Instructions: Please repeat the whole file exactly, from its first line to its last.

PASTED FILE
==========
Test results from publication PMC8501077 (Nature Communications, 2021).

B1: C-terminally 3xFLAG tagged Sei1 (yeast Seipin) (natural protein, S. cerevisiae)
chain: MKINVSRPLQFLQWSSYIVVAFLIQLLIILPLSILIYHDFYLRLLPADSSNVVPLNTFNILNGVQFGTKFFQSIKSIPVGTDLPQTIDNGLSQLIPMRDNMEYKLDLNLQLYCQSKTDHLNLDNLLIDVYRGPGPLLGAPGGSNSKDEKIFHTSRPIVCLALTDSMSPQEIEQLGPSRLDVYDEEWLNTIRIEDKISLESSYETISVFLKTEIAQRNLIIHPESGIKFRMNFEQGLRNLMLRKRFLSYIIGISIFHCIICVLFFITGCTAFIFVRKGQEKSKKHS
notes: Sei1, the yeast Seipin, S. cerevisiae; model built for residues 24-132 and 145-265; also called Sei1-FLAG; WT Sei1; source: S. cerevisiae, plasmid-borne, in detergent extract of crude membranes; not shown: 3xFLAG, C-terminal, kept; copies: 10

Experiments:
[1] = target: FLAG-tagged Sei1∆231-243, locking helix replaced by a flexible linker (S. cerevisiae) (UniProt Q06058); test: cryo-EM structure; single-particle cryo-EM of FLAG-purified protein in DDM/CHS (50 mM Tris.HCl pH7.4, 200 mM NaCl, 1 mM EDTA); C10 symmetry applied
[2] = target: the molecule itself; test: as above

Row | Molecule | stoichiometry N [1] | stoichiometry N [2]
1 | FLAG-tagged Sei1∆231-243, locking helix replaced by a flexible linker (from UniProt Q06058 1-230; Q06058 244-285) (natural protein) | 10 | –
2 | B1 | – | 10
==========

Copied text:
Test results from publication PMC8501077 (Nature Communications, 2021).

B1: C-terminally 3xFLAG tagged Sei1 (yeast Seipin) (natural protein, S. cerevisiae)
chain: MKINVSRPLQFLQWSSYIVVAFLIQLLIILPLSILIYHDFYLRLLPADSSNVVPLNTFNILNGVQFGTKFFQSIKSIPVGTDLPQTIDNGLSQLIPMRDNMEYKLDLNLQLYCQSKTDHLNLDNLLIDVYRGPGPLLGAPGGSNSKDEKIFHTSRPIVCLALTDSMSPQEIEQLGPSRLDVYDEEWLNTIRIEDKISLESSYETISVFLKTEIAQRNLIIHPESGIKFRMNFEQGLRNLMLRKRFLSYIIGISIFHCIICVLFFITGCTAFIFVRKGQEKSKKHS
notes: Sei1, the yeast Seipin, S. cerevisiae; model built for residues 24-132 and 145-265; also called Sei1-FLAG; WT Sei1; source: S. cerevisiae, plasmid-borne, in detergent extract of crude membranes; not shown: 3xFLAG, C-terminal, kept; copies: 10

Experiments:
[1] = target: FLAG-tagged Sei1∆231-243, locking helix replaced by a flexible linker (S. cerevisiae) (UniProt Q06058); test: cryo-EM structure; single-particle cryo-EM of FLAG-purified protein in DDM/CHS (50 mM Tris.HCl pH7.4, 200 mM NaCl, 1 mM EDTA); C10 symmetry applied
[2] = target: the molecule itself; test: as above

Row | Molecule | stoichiometry N [1] | stoichiometry N [2]
1 | FLAG-tagged Sei1∆231-243, locking helix replaced by a flexible linker (from UniProt Q06058 1-230; Q06058 244-285) (natural protein) | 10 | –
2 | B1 | – | 10